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Attending Incidents

When you dial 999 and ask for the Fire and Rescue Service, your call is sent to the emergency call handling centre. The centre routes all calls for your area to the Critical Control Centre (CCC). Calls are normally answered within 1 to 5 seconds. Control will confirm with you the address of the incident and help will be dispatched to you immediately.

How does the Critical Control Centre make this happen?

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When your call is received, control staff enter details in the Command and Control system. This system automatically finds the closest fire engines and Officers to respond.  It also activates the turnout system at the nearest fire station.  This turns on the:

  • audible alarms
  • part-time firefighters personal alerters
  • lights at night
  • any other facilities connected to it

The address of the call is sent to the fire station teleprinter and the Officers' pagers.

CCC initially mobilise to each incident with a specific response.  This is called a Pre-Determined Attendance (PDA).

The PDA to an incident will vary considerably dependent on many considerations, such as:

  • Location
  • Type of Incident
  • Type of Property (eg High Rise/Hospital)
  • Crewing (personnel) required
  • Equipment required

Find out more about the Critical Control Centre.

The Service operates radio equipment within their vehicles. All officers and appliances attending incidents can keep the CCC informed of where they are and what they are doing.

When they arrive at the incident, they may need more help. This is requested over the radio scheme. All requests for further assistance are monitored by the CCC. They have a complete overview of all the resources which are available in the area and the neighbouring counties.  They can quickly mobilise more fire engines, or any specialist appliances, to support those in attendance.

To ensure that all details, such as road and place names, are communicated accurately, please use the nationally recognised Phonetic Alphabet.

One of the important jobs that the CCC operators have to do, is to ensure that fire and rescue cover is maintained at fire stations.  This is so that when further calls are received, adequate appliances can be mobilised. Control operators will make standby moves, mobilising fire engines to fire stations to ensure that they are available for subsequent incidents.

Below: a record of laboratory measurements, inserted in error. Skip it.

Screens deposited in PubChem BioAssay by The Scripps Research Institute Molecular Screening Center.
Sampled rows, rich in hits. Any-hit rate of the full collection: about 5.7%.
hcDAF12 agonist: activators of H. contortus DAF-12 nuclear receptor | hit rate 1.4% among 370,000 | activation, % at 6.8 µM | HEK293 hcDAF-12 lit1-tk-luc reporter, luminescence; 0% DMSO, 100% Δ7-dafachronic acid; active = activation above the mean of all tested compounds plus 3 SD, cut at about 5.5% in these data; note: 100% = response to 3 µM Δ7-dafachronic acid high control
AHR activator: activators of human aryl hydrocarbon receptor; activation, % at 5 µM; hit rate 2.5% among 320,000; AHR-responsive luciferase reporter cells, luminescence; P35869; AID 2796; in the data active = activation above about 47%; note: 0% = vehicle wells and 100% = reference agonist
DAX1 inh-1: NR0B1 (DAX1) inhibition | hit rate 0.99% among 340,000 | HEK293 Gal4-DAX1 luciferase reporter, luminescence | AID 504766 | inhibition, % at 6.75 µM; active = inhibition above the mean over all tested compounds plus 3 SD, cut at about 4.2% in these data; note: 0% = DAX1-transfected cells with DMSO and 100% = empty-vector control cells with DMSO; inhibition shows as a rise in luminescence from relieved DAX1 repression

Every call and radio message is automatically recorded at the time. When the CCC know that there is no emergency, this recorded information can be used as evidence. People making false alarm calls can be prosecuted. Hoax calls can mean that fire engines mobilised to such incidents can reduce availability and response times for real emergency situations.

Firefighters normally respond to every emergency call that is made. If they arrive at an address and find out that it's a hoax, it may delay them in attending a serious emergency incident.  They may be needed to rescue someone trapped in a house fire or road traffic collision.

In many emergencies, every second really does count. Increasing the time it takes the fire crews to respond could mean the difference between saving a life or losing one. Therefore diverting an appliance through a hoax call could have a major impact.

All 999 calls made to the Fire and Rescue Service are recorded and can be instantly traced back to the caller. This doesn't just apply to land lines. Even calls from public phone boxes and mobile phones are taped and could be traced. Even dialling the prefix '141' will not block your identification when making a 999 call.

It is illegal to make a hoax emergency call. People can, and have been, heavily prosecuted for making hoax calls with a fine of up to £5,000 or six months in prison.

Remember - the Fire and Rescue Service knows the phone number you called from, and has a recording of your voice!

The average recorded cost of hoax calls is approximately £250 per call out.

Find out more information and statistics by viewing our page on hoax calls.

You can view a list of incidents that we have attended recently on our news desk

For more detailed information and additional statistics, view the Risk Based Evidence Profile.